REUTERS/StringerA man climbs on a road-sign pole to escape the water from a tidal bore, which surged past a barrier on the banks of Qiantang River, in Hangzhou, Zhejiang province, China, September 1, 2015.The effects of El Niño, a series of weather changes characterised by warming Pacific waters near the equator,can vary widely depending on which part of the world you live in.
A strong El Niño, for example, is often associated with flooding and warm weather in Peru, drought in Indonesia, Africa, and Australia, torrential rains in Southern California, and a mild winter in the US northeast.
Equities analysts at Macquarie, led by Niraj Shah, believe they have worked out what these expected conditions brought on El Niño might do to the global economy in the next few months.
They think it spells bad news for Asian economies while the US will get a net positive effect from the shifting weather patterns.
Here’s what they had to say (emphasis ours):
Companies in North America and Australia/NZ are most likely to be impacted, followed by companies in Asia. Importantly, the impact on companies is not uniform within any given region. In Aus/NZ, 38% of highlighted companies are likely to be negatively impacted with 62% expected to be positively impacted. In North America the negative/positive split is 45/55 and in Asia the mix is 70/30.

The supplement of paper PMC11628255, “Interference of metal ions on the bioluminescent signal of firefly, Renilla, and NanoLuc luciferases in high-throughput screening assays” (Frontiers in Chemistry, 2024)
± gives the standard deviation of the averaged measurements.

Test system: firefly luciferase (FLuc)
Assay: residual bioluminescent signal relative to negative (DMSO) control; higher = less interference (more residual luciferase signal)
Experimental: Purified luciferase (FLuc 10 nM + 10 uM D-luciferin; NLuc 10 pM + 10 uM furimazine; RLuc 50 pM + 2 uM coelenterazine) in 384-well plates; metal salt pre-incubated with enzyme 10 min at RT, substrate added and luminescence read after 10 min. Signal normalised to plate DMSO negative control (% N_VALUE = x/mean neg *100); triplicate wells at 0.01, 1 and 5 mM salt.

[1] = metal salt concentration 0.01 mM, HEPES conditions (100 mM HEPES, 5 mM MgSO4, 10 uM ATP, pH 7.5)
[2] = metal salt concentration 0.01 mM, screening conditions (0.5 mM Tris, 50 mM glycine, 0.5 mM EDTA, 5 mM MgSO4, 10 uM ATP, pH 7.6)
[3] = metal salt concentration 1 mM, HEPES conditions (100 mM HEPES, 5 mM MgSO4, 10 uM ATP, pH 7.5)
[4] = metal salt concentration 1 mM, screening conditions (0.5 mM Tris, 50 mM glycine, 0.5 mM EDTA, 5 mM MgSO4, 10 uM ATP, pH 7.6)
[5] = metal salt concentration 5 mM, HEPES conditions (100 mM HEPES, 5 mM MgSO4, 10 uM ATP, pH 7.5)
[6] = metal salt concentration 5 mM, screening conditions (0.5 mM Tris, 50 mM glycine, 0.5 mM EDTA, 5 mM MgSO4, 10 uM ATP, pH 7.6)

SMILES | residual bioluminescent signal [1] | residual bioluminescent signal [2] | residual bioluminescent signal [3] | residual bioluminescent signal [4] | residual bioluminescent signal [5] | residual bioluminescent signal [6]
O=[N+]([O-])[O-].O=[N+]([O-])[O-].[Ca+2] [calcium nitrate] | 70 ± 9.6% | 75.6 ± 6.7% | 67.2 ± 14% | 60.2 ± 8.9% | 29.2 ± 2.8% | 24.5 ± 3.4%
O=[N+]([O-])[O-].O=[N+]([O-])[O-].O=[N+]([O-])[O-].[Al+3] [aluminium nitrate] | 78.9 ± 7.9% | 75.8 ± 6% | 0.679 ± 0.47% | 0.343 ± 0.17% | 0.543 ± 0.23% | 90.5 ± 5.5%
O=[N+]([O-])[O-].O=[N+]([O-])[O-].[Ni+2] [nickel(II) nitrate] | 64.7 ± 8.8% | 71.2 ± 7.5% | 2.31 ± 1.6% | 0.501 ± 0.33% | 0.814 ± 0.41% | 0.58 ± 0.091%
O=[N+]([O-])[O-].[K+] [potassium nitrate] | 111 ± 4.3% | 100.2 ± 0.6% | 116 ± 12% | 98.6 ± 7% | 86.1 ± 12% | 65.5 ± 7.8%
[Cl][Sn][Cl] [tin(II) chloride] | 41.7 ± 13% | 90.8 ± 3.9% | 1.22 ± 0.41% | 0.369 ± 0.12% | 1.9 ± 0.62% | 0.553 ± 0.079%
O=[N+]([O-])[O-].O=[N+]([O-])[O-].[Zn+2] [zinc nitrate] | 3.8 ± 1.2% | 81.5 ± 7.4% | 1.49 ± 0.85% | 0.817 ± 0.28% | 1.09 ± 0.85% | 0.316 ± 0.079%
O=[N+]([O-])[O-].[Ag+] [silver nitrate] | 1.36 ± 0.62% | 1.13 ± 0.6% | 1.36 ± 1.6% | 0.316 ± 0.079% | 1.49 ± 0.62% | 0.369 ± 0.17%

Bizarrely, El Niño spells good news for Australian insurers, despite the warmer, drier weather bringing an increased risk of bushfires. They are the least costly type of disaster to cover for insurers so “compared to a normal year, chances are that loss severity for insurers is lower,” according to Macquarie.
And here’s what that weather looks like on the map:
Wetter conditions in the US will lead to higher corn yields. This will drive down the price of the agricultural staple and hit companies such as Deere & Co, which makes farming equipment, as farmers cut costs to cover the lower prices for their crop.
Macquarie said the company “could be very negatively impacted by lower farm income (due to lower corn prices) and therefore spend on equipment.”
This year’s El Niño is likely to be one of the strongest in six decades.
Here’s how it compares to past events: